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Saturday, 10 Dec 16 - Tux Machines is a community-driven public service/news site which has been around for over a decade and primarily focuses on GNU/LinuxSubscribe now Syndicate content

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Mark Shuttleworth: "Time for mass consumer sales of Linux on desktop has not yet come"

Filed under
Interviews

The founder of the Ubuntu-project talks in an interview about the integration of proprietary drivers, the One Laptop per Child project and "great applications" from Microsoft.

Hands on: Running other operating systems alongside Linux

Filed under
HowTos

A few months back the Linux NTFS project released beta drivers for full read-and-write access to NTFS partitions. Previously, read-only support was offered in the kernel, with write support considered unstable and for developers only.

Windows vs. Linux: The Patent Tax

Filed under
OS

With tax day approaching in America, we at the Software Freedom Law Center wanted to share some important information about the hidden taxes added to every copy of Microsoft's Windows operating system. If you run a computer using Windows, you're not just paying for the programmers who put the program together and the corporate operations that brought it to market.

Country-based packet filtering with iptables

Filed under
HowTos

Bruteforce attacks shouldn't pose a real security risk to any server but are still annoying and clog up your logfiles. Many methods to block these break-in attempts exist, like BlockHosts, Fail2ban or rate-limiting incoming connections. However, on my search I also came across one tool for which I couldn't find an easy guide: geoip.

Ubuntu's commercial sponsor joins GNOME advisory board

Filed under
Ubuntu

Canonical Ltd., the commercial sponsor of Ubuntu, will announce on April 18 that it has joined the GNOME Foundation's advisory board.

Will the latest Ubuntu distro finally provide a mainstream Windows alternative?

Filed under
Ubuntu

Long hampered by driver issues (especially surrounding wireless networking), Linux has failed to take off in mainstream markets. Ubuntu (and its Kubuntu and Edubuntu brethren) have had more success than most owing to their easy installs and smart interfaces. April 19th marks the release date for the latest and greatest Ubuntu, version 7.04.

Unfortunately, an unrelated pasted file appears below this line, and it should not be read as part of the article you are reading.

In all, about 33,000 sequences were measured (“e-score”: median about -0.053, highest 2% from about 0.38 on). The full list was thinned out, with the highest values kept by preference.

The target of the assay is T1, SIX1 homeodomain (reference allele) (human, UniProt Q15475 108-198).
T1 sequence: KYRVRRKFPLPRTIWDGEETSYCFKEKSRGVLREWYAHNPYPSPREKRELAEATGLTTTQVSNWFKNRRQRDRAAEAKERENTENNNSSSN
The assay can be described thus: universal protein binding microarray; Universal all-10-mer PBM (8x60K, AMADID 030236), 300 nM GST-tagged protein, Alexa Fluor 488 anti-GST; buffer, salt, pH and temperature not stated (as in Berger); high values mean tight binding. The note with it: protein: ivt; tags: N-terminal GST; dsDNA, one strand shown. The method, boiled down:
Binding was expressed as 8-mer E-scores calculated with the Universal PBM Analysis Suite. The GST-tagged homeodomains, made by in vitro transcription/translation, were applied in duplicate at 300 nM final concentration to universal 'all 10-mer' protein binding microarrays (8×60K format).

A Linux for the rest of us?

Filed under
Linux

Serial entrepreneur Peter Dawe, who helped bring the internet to the UK, is launching a "safe" Linux distro tailored for the technophobe.

The idea behind his BabelLinux distro is to give users a free, go-anywhere bootable OS, which is likely to be attractive to operators of public internet PCs.

How to Install Tarballs on Linux

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HowTos

Many Linux applications don’t have to be installed manually because most distributions have implemented a package management system to make it easier for you to install software. But that’s not always the case. Some programs only offer tarball packages for download, which have to be compiled from source. We’ll show you how to do that.

Unix-Linux printing

Filed under
HowTos

Let's face it: Unix-Linux (and vice-versa) printing is never easy. There are always many alternatives to choose from when planning your printing configuration, each with their own advantages and disadvantages. Do you print local, direct-attached or use Samba? How will your Windows clients print?

Microsoft's 'Men in Black' kill Florida open standards legislation

Filed under
Microsoft